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A court is more likely to grant own recognizance release if you can establish that you:
are not a danger to the community or to victims or witnesses in the case,
are not a flight risk,
have no criminal record or criminal history, and
have strong ties to the community.
Note that a judge will usually not grant an O.R. release with serious felony offenses.
1. What is an O.R. release?
The criminal laws of most states say that an O.R. is a pretrial releasefrom jail in a criminal case based on a person’s written promise to appear for future court appearances.1 If a defendant hires a criminal defense attorney, the attorney may be able to appear on the defendant’s behalf for some of these future court dates.
With an O.R. release, you are released from custody withoutthe need of
In cases involving the setting of bail, you are released from jail only after paying money, usually in the form of cash bail or via a bail pond.3
Note that the amount of bail that a judge sets varies depending on the criminal charges filed against you. Most counties have their own bail schedules that set forth the amount of bail for each type of crime.
If you cannot afford bail in your case, you can typically ask the judge to reduce it at a bail hearing.
2. How do you qualify for own personal recognizance release?
Sometimes a court or police agency will automatically grant O.R. release in minor misdemeanor cases (for example, in simple DUI or shoplifting cases) where the defendant is not a:
flight risk, or
risk to public safety.
Though if a judge does set a bail amount, you or your criminal defense lawyer can ask for O.R. release at your arraignment or during a bail hearing.
Some arguments that you may present to persuade a judge to grant R.O.R. are that you:
are trustworthy enough to show up for future court dates,
are not a flight risk and release is in the interests of criminal justice,
are a responsible citizen,
have strong ties to the community (for example, you have family members near where you live or have a job in the community),
do not have a violent history,
will keep your distance from any victims in your case,
have not committed any criminal offenses in the past, and
are financially secure.
Note that a judge will normally not grant own recognizance release if:
the charges against you are more serious,
your release would compromise public safety, or
there are no reasonable assurances that you will appear in court.4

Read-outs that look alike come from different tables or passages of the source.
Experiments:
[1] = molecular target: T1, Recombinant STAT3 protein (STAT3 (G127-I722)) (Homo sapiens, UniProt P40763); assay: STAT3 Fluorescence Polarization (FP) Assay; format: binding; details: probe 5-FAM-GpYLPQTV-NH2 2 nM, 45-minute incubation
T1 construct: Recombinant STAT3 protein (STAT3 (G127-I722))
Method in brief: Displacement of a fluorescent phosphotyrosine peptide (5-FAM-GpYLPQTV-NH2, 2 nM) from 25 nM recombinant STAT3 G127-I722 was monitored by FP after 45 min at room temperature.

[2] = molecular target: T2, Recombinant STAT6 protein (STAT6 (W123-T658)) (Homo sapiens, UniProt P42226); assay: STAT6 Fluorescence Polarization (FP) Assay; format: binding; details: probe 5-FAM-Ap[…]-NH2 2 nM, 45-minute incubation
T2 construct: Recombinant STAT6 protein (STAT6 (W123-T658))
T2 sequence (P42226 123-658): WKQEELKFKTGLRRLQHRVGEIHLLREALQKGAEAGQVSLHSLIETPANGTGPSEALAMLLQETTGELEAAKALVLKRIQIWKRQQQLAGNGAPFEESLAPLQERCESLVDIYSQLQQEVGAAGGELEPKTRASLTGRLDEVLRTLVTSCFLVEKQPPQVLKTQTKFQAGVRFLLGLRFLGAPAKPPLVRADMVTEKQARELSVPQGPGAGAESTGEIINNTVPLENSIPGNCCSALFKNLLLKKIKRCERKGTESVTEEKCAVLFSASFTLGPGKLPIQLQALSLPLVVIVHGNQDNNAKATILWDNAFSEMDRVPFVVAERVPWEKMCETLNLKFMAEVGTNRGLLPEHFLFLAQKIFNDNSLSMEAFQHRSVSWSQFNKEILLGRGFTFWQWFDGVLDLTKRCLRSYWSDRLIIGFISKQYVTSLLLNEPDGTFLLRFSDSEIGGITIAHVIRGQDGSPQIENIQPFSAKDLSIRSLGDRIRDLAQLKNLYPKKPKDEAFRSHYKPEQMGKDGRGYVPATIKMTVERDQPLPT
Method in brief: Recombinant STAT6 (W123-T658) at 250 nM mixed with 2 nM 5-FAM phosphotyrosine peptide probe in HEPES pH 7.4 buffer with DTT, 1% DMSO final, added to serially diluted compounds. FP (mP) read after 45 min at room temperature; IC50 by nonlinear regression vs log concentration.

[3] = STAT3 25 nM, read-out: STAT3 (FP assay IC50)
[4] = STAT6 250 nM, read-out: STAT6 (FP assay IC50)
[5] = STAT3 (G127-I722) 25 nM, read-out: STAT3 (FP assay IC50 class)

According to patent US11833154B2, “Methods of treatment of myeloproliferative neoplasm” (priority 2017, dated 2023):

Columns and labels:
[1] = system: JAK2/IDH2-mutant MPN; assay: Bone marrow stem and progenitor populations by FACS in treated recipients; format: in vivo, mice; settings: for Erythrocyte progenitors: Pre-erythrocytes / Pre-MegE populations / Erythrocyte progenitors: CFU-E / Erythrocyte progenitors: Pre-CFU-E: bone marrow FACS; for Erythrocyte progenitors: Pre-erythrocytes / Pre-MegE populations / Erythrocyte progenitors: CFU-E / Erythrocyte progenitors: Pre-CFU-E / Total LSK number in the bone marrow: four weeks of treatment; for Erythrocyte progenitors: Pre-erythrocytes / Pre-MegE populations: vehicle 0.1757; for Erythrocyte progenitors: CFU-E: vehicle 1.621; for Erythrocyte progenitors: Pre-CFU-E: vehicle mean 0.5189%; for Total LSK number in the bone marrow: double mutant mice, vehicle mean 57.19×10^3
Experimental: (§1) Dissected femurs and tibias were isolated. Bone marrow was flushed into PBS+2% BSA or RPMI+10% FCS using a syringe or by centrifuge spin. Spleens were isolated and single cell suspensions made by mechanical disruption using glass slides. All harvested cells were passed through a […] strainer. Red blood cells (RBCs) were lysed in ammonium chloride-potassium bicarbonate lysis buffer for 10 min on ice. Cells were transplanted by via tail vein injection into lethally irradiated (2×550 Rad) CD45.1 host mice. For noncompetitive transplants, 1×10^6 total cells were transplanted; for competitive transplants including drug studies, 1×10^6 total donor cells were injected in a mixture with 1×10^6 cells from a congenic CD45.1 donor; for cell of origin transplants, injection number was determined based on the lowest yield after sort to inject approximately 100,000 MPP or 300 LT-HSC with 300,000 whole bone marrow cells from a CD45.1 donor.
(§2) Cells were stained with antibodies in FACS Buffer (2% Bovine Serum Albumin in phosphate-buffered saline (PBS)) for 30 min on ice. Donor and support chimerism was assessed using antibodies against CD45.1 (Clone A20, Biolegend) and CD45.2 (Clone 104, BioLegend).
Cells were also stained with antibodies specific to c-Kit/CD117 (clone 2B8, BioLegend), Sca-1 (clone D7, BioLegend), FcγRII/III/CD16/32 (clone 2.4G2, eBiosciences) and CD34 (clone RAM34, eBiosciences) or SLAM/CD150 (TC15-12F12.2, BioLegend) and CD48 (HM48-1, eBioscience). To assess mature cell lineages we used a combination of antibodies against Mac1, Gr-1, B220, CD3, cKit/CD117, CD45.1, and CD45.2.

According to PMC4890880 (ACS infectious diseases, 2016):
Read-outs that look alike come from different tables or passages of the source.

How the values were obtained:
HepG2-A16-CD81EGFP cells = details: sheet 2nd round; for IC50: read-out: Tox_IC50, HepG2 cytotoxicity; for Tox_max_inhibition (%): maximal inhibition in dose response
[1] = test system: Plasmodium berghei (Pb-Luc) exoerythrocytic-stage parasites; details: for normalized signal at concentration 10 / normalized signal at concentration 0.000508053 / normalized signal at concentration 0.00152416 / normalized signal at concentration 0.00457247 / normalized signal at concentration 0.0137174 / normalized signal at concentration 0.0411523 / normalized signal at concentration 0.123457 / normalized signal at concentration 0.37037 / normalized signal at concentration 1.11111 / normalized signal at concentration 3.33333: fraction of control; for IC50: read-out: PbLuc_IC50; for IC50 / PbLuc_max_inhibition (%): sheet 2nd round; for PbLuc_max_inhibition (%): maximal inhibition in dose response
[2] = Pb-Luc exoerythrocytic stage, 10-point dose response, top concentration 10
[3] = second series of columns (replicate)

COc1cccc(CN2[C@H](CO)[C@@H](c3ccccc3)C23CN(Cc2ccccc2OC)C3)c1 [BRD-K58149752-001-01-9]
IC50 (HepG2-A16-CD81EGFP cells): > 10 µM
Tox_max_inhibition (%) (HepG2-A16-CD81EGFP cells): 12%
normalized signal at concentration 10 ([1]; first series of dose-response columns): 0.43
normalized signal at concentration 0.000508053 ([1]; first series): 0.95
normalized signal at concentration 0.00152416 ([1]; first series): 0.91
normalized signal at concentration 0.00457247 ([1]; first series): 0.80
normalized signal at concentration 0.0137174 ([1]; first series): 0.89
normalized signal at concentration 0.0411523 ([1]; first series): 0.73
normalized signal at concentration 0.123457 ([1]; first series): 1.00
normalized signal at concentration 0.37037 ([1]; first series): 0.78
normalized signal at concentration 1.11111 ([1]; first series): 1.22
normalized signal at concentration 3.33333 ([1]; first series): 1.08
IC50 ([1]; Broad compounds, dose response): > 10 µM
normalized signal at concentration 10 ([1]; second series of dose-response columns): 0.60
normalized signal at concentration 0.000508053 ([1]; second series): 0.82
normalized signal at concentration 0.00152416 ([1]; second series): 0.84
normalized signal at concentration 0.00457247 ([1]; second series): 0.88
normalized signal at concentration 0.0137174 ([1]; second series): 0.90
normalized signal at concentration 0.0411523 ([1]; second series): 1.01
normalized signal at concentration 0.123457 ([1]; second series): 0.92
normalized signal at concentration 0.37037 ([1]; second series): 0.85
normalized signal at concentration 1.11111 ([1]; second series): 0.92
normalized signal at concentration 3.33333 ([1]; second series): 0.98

3. What are the conditions for own recognizance release?
The main rule of O.R. release is that you promise to appear at all future court hearings in your case. At certain court hearings, your attorney may appear in your place.
Note, though, that judges often have the authority to condition an O.R. release on the defendant’s agreement to do or not do certain things.5
For example, you might only be able to get R.O.R. upon agreeing to:
periodically check in with a designated agency or court,
attend mental health treatment,
attend alcohol abuse treatment,
wear an electronic monitoring device,
adhere to a restraining order (for example, in a domestic violence case), and/or
4. What if you miss a court date?
If you are granted an “own recognizance” release and then miss a court date, a judge will likely issue a bench warrant for your arrest.
A bench warrant usually authorizes a police officer to arrest you and bring you directly to court.
If you do not appear in court after a certain number of days after a warrant is issued, a prosecutor can typically charge you with the crime of failure to appear.
The specific penalties for this offense range from fines to several years in jail depending on the crime you were originally charged with.
Black’s Law Dictionary, Sixth Edition – “Release on own recognizance.”
Black’s Law Dictionary, Sixth Edition – “Bail.”
See, for example, California Penal Code 1270(a) PC.
A former Los Angeles prosecutor, attorney Neil Shouse graduated with honors from UC Berkeley and Harvard Law School (and completed additional graduate studies at MIT). He has been featured on CNN, Good Morning America, Dr Phil, The Today Show and Court TV. Mr Shouse has been recognized by the National Trial Lawyers as one of the Top 100 Criminal and Top 100 Civil Attorneys.